Offshoring American jobs continues to be a hot topic, particularly here in Mississippi where so many manufacturing jobs have been shipped out of the country. Is it a good thing or a bad thing?
There are ardent arguments going both ways. Some say the increase in service jobs will more than compensate for the loss of manufacturing jobs. But wait — don’t service jobs pay less than manufacturing jobs, so offshoring is still a bad thing even if the total job count remains the same? Maybe so, maybe not. Either way, many service jobs are now being offshored as well as manufacturing jobs. Where is this leading?
The jury is still out on the impact of offshoring to U.S. businesses. However, the fact of offshoring is real and its certain that it will continue. Thus, learning to live with the reality of offshoring is not an option. I read an article recently on the subject that might be enlightening, maybe even comforting.
Dr. Alan Blinder, head of Princeton’s Center for Economic Policy Studies, recently published a fascinating paper dealing with offshoring service sector jobs. It is a scholarly, but highly readable, piece, which I found fascinating and comforting.
It’s probably lousy journalism, but I’ll put the conclusions here at the beginning rather than build to a climax at the end. Service jobs will continue to be offshored, but the sky isn’t going to fall and we’re not going to die. Though major restructuring of industrialized society will result, massive unemployment in the rich countries will not.
Dr. Blinder presents the history and economic impacts of the several industrial revolutions experienced over the past few centuries. He speculates that the current trend toward increasingly offshoring service sector jobs is nothing less than another industrial revolution itself. The end result of this industrial shift will be the same as in all prior revolutionary restructurings, namely economic prosperity through higher productivity at lower cost. I won’t attempt to recap the entire paper. However, you can read it for yourself at www.princeton.edu/~ceps/workingpapers/119blinder.pdf/.
The Web address for the center is www.princeton.edu/ceps/. Henceforth, I will use Dr. Blinder’s ideas without specific attribution since this entire column is based on his theory.
What are the implications for Mississippi and what should we be doing to prepare for the future? If Dr. Blinder is correct, and his logic makes sense to me, we may be heading a little in the wrong direction. Not completely the wrong direction, our course just needs a little tweaking.
Considering the future
Many Mississippians, including me, have believed that the future belonged to those who were highly educated in high-skill areas. Everyone else was going to be left behind jobless. Without deducting anything from my view that education is key to success, perhaps everyone won’t be required to be a techno geek to survive.
There are certain characteristics common to service jobs that are susceptible to offshoring. These characteristics have less to do with education and more to do with the necessity for personal, face-to-face contact. If the service can be performed from afar without any loss in quality and effectiveness it will likely be offshored to a cheaper labor market.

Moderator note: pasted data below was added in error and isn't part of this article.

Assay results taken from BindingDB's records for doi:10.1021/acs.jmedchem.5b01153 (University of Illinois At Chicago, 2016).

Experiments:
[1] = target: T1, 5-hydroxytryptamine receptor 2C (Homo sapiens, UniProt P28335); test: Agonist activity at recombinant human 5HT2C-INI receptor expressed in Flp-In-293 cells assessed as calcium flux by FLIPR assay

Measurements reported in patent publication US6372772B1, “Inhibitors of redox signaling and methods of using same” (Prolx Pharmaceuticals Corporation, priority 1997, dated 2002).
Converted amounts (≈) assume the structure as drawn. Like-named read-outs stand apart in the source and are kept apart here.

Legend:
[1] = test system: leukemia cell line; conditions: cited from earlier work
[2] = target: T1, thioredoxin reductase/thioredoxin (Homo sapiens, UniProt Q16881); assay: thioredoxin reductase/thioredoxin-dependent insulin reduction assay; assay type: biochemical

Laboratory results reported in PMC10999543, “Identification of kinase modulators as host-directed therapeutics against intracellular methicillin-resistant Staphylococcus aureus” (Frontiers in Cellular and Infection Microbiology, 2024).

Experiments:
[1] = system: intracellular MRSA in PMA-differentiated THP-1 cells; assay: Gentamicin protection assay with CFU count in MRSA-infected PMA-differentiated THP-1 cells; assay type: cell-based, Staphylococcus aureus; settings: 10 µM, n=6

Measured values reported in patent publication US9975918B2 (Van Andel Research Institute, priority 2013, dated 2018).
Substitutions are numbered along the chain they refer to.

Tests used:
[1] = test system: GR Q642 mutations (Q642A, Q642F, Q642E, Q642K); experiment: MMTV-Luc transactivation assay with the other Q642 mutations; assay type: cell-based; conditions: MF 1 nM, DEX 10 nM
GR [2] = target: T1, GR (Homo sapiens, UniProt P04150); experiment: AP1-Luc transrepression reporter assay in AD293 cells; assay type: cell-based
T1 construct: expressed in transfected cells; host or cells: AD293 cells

Some examples might be helpful. The business of call centers, hotel and airline reservations and interpreting radiology x-rays can be done anywhere in the world without loss of quality or inconvenience. On the other hand, the crime problem in Jackson cannot be offshored to policemen in India. Likewise, taxi drivers, surgeons and waitresses must be up close and personal with their customers so those jobs are not susceptible to offshoring.
Now, assuming the Dr. Blinder’s theories are accurate, what does this mean for the future of America’s workforce? Two conclusions come to mind. First, encourage workers toward jobs that can’t easily be offshored. Some of these jobs are, indeed, high-tech and require years and years of training, but others don’t. Second, Mississippi still desperately needs to increase the general educational level of our workforce. Education is key to flexibility and being flexible will become increasingly important as technological changes occur. Clearly, a college degree is not required for most workers, but the basics of reading, writing and arithmetic are.
The implications for the future are clear. Our education system needs to be changed to better prepare youngsters for jobs that will be available in the future. It will likely take decades for the offshoring of service jobs to come full circle, but today’s youngsters will still be in the workforce at the end of those decades.
Thought for the Moment
Prudence is, indeed, the duty which we owe to ourselves, and if we will be so much our own enemies as to neglect it, we are not to wonder if the world is deficient in discharging their duty to us.
— from the book “Tom Jones” by Henry Fielding
Joe D. Jones, CPA (retired), is publisher of the Mississippi Business Journal. Contact him at firstname.lastname@example.org.